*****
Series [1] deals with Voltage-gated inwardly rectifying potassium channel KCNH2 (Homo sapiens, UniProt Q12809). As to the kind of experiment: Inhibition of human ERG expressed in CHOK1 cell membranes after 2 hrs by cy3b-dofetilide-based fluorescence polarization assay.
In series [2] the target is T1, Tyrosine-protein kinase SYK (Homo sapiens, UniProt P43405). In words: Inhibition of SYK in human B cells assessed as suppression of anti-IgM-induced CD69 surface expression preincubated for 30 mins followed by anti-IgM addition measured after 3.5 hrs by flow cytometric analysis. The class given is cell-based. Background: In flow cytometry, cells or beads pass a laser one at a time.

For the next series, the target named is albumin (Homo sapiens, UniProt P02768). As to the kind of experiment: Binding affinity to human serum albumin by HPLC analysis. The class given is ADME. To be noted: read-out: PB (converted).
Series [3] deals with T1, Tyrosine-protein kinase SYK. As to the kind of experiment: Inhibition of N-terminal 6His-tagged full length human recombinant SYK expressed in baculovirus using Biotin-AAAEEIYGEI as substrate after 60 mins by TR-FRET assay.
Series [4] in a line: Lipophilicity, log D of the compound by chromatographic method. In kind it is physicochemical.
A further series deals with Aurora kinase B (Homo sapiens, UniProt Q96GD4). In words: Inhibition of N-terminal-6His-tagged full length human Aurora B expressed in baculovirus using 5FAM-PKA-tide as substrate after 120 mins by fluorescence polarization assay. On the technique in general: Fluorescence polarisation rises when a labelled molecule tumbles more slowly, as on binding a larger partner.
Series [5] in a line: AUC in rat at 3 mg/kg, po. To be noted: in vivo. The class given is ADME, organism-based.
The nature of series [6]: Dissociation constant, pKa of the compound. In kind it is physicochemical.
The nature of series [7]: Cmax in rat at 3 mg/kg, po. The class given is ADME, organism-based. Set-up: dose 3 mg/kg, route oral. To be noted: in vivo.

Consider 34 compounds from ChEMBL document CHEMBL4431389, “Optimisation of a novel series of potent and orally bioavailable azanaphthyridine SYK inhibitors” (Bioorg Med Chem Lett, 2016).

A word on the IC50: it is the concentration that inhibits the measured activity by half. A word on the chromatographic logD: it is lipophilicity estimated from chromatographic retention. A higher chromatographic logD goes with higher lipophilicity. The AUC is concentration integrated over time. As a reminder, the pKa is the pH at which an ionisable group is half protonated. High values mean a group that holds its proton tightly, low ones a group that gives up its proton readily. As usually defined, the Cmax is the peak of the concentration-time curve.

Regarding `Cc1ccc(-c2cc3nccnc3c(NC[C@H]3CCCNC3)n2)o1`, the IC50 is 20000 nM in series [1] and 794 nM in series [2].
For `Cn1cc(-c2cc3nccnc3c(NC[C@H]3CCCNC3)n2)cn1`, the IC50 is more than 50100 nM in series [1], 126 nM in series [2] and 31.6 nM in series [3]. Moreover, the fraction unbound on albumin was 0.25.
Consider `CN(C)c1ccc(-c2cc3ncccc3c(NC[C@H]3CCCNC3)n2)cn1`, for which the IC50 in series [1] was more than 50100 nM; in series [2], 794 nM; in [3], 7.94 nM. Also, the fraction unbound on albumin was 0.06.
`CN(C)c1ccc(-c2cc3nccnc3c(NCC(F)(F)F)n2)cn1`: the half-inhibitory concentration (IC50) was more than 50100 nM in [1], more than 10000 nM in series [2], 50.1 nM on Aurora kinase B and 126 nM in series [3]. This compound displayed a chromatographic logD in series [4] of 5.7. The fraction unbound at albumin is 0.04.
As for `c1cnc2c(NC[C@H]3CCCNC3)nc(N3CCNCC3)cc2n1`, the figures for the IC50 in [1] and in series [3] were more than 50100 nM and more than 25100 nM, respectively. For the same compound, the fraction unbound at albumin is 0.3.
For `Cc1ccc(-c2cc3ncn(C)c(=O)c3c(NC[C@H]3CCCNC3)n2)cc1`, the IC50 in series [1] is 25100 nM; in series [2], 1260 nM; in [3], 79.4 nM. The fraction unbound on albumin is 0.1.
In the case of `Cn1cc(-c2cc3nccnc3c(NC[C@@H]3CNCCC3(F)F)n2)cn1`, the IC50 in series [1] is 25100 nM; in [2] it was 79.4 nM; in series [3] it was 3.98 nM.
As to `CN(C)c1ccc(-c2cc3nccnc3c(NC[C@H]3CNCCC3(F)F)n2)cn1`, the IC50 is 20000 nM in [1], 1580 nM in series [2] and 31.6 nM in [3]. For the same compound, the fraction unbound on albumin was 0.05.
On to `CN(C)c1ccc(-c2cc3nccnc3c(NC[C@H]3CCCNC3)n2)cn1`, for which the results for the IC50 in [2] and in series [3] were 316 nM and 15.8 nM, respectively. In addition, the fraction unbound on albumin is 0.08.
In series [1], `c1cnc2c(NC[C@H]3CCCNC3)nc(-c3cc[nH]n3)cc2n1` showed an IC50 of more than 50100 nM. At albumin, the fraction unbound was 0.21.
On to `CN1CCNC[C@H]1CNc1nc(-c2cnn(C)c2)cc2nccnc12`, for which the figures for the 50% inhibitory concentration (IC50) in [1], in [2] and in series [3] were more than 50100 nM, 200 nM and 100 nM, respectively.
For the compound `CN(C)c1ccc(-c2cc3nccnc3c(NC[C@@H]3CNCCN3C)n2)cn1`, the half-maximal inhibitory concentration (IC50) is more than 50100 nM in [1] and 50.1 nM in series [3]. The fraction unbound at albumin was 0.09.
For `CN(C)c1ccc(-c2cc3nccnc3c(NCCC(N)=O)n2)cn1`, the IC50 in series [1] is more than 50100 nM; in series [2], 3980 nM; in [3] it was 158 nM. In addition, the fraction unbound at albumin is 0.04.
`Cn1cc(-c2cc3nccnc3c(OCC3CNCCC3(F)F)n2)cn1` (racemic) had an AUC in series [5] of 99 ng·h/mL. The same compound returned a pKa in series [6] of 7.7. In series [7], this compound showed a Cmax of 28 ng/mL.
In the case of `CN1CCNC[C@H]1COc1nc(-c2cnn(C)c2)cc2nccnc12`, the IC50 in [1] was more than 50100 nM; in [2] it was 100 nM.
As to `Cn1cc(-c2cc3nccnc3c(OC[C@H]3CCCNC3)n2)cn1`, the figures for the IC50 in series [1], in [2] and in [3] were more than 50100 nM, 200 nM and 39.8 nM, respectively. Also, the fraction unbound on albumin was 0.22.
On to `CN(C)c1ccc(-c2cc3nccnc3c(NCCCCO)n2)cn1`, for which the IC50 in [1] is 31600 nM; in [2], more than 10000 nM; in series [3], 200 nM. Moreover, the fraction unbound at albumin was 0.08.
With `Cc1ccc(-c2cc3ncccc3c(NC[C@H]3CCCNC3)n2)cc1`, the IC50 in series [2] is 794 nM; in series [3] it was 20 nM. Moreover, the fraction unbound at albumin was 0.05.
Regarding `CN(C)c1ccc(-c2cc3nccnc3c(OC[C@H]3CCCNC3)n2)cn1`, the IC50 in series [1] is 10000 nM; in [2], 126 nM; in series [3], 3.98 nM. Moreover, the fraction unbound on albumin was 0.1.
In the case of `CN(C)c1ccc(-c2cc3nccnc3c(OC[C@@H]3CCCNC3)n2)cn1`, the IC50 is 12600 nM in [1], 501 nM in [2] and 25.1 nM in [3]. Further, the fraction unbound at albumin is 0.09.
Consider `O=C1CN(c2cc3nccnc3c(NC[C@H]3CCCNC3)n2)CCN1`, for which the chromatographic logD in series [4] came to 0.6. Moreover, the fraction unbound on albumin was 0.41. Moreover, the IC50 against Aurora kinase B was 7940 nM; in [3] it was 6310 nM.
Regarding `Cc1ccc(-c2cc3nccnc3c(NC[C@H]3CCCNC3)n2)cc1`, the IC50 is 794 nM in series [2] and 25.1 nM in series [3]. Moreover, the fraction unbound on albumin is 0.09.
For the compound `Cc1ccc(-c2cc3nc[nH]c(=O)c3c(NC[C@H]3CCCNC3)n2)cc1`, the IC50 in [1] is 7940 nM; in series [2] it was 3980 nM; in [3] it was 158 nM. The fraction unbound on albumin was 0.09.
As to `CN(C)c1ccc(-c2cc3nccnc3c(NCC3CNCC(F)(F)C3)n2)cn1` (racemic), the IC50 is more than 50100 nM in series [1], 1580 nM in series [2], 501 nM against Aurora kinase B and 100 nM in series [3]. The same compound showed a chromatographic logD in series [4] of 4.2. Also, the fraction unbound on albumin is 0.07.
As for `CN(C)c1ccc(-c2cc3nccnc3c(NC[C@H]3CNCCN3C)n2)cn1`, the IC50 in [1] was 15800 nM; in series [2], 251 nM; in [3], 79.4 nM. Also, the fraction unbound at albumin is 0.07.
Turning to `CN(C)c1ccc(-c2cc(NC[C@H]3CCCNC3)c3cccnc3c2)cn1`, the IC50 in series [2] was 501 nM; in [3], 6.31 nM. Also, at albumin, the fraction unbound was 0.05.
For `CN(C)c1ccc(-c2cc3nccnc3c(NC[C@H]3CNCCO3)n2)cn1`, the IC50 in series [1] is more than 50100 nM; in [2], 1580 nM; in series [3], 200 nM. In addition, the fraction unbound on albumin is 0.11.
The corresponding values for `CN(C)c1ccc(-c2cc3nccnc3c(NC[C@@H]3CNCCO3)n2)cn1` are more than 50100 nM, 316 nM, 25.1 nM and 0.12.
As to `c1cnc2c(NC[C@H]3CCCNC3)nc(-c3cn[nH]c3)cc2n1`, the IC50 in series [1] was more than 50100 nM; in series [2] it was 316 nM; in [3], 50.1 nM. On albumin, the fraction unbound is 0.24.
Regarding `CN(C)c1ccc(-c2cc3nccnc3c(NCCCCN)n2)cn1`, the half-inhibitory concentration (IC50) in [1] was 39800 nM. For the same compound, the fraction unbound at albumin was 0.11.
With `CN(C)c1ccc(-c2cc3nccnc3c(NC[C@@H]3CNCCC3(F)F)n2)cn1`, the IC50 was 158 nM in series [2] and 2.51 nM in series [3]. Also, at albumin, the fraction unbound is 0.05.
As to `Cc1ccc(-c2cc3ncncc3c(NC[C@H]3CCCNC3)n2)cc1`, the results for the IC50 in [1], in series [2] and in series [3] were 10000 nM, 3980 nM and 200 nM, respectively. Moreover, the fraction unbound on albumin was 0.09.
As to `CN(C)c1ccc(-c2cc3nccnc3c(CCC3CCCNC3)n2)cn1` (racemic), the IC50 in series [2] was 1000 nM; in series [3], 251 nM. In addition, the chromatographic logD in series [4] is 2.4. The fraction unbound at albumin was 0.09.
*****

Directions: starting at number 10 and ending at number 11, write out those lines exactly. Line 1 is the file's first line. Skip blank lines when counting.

Consider 34 compounds from ChEMBL document CHEMBL4431389, “Optimisation of a novel series of potent and orally bioavailable azanaphthyridine SYK inhibitors” (Bioorg Med Chem Lett, 2016).

A word on the IC50: it is the concentration that inhibits the measured activity by half. A word on the chromatographic logD: it is lipophilicity estimated from chromatographic retention. A higher chromatographic logD goes with higher lipophilicity. The AUC is concentration integrated over time. As a reminder, the pKa is the pH at which an ionisable group is half protonated. High values mean a group that holds its proton tightly, low ones a group that gives up its proton readily. As usually defined, the Cmax is the peak of the concentration-time curve.